When making use of a VHF Radio, the user must select the PTT (Push to Talk) feature which is normally located on the left side of the handheld radio, or on the outer rim of a fixed radio`s microphone switch, in order to transmit a message to the receiving party. Push-to-talk (PTT) buttons make wireless communication easy. Simply press the visible PTT button to send a communication to your recipient. There is generally a slight delay at the start, so wait for a second or two before talking.
Operators within the Aviation and Marine disciplines for example make use of a VHF Radio to assist them as a voice tool within their daily duties and responsibilities. This utilisation is not however limited to these mentioned disciplines, and extends into other fields such as firefighting, security, surveillance, search and rescue, defence, etc. First time users of any HF, VHF or UHF Radio generally have an unassuming hidden fear to press the PTT and transmit their message. This fear stems from the fact that the user knows that when they select this switch, it automatically progresses to the next stage which is `Push to Talk`, and not `Push to Think`!
Everything else becomes a distant blur once the PTT has been selected, and the user is completely focused on their speech as they recite the transmission, at times for all those `newbies` on frequency with a hesitant anticipation of what to say next. Interesting enough though, the same cannot be said when this same said operator relays similar information over a cellphone. Is it because, unbeknown to them, that they feel more comfortable speaking on a cellphone knowing that only the person on the receiving side is hearing them talk, as opposed to speaking on a radio where there are a number of users on this same frequency at any given stage.
Now as a feature of two-way radios, PTT offers the following advantages over devices such as cell phones:
- Security is improved because open cell phone networks, which can be vulnerable to security risks, are avoided when two-way radio frequencies are used;
- Clarity is improved because both the technology itself and PTT protocol require communicators to take turns and communicate clearly;
- Instant connectivity is at the press of a button, whereas cell phone features are designed more for versatility and convenience;
- Devices with PTT as part of their physical design are built to withstand the stresses of hazardous and demanding situations.
On the other hand, when compared to communication devices which work similar to WhatsApp, such as CPDLC in Aviation, and DSC in the Marine Industry, the operator no longer needs to speak on the frequency, and instead uses text messaging features as an alternate form of voice correspondence. Safely hidden behind a text message or two, the Operator can now comfortably `say` what they wanted to without the fear of feeling intimidated while doing so.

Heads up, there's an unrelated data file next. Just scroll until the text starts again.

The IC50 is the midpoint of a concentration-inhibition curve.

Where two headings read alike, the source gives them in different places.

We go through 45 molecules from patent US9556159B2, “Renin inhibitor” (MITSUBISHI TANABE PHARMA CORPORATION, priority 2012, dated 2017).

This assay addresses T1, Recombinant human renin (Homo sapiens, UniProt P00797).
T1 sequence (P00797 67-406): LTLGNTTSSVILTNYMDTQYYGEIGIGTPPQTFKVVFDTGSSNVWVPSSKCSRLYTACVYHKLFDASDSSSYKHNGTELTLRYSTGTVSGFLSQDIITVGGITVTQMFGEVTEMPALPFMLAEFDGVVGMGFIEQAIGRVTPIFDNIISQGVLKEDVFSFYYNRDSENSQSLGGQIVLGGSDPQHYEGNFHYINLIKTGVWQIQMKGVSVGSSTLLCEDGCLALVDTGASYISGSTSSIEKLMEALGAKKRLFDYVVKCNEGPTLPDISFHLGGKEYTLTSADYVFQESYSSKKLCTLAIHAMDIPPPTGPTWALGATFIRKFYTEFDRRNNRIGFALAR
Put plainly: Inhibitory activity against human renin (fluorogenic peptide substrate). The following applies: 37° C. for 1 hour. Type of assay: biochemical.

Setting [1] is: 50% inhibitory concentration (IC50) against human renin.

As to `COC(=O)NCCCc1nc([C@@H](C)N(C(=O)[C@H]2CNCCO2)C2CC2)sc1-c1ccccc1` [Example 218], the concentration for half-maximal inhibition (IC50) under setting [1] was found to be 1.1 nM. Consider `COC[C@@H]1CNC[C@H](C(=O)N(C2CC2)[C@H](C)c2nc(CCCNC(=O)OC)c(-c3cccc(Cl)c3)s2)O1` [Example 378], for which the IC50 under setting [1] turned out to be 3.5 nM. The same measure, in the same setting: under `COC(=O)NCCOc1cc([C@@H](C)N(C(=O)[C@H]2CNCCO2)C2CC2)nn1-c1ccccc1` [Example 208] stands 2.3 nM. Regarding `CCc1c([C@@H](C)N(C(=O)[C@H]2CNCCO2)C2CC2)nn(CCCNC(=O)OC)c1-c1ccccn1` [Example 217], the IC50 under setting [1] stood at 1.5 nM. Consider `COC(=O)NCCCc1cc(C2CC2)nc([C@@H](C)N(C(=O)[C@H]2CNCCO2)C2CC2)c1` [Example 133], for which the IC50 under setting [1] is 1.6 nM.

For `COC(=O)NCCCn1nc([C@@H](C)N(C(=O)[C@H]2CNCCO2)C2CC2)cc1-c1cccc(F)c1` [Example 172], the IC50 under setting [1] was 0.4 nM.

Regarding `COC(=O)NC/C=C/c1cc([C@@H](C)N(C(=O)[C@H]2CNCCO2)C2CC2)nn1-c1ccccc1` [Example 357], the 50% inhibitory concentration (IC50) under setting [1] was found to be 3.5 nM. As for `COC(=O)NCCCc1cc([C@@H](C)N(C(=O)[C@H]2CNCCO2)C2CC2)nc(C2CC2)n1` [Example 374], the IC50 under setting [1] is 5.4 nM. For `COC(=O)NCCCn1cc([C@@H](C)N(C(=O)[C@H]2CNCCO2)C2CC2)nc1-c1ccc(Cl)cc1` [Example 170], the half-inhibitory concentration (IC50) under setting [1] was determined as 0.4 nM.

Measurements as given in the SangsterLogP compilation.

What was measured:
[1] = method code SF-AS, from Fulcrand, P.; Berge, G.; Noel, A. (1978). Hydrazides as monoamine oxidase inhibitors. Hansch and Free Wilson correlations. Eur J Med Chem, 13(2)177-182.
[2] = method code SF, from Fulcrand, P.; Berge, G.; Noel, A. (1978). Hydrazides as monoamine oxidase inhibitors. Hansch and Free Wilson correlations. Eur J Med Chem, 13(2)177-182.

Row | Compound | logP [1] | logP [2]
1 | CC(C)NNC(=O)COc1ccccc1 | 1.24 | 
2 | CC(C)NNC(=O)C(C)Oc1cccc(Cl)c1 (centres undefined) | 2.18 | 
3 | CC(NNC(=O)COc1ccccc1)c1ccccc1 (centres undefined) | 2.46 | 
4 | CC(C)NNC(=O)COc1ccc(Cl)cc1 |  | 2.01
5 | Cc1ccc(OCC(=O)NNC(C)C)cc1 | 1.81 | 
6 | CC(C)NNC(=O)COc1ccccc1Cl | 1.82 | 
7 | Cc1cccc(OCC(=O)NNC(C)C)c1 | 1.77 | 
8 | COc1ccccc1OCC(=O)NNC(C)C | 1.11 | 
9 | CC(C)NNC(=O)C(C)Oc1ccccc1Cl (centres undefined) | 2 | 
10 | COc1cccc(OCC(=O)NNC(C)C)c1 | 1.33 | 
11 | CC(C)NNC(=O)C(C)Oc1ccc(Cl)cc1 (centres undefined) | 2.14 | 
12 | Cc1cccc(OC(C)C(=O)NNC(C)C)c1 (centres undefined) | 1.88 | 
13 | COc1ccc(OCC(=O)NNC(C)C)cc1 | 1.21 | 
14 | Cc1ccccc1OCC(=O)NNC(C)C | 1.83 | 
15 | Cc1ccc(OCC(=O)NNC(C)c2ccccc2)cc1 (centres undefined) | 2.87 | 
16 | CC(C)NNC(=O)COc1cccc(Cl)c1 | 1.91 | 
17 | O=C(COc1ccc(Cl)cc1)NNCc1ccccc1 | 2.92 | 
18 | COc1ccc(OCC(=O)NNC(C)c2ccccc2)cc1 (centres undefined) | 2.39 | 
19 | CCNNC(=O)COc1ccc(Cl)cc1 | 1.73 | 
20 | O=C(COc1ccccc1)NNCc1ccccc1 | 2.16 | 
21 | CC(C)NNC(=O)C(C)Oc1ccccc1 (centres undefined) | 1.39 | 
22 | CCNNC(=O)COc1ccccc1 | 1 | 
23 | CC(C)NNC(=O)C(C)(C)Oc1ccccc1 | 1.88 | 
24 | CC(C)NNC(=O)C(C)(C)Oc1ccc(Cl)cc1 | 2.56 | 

Let`s also not forget that whoever selects the PTT first while on any selected frequency, has that airwave exclusively to themselves while they transmit their message. Trying to override that person already communicating on the chosen frequency is fruitless, so even if your message is a higher priority at the time of the person already on frequency, its first come first serve in this instance. This becomes a huge problem when the person busy transmitting inadvertently `blocks` the frequency through their own actions.
Consider this: instead of just having a PTT Switch as the initiator for voice communication, why can`t we rather not upgrade to the Next Generation Culture, and have all radios fitted with a message feature adapted to transmit and receive messages at the push of a few buttons so to speak?
These features could include:
- Text to Text
- Text to Voice
- Voice to Artificial Intelligence to Live
Could this alternate form of communication improve liaison while:
- Allowing the Operator to be relaxed and in control while transmitting in any situation
- Eliminating the language barrier
- Ensuring transmissions only need to be broadcasted once, are correct and clearly understood
Using the correct Radio Telephony when broadcasting on a frequency is a challenge to any Operator. If the Industries could come together and consider improving the PTT feature, the origins which date back to last century, could this be a progressive turning point in the safety culture within communications on frequency?
Keen to share your input on this subject, please email firstname.lastname@example.org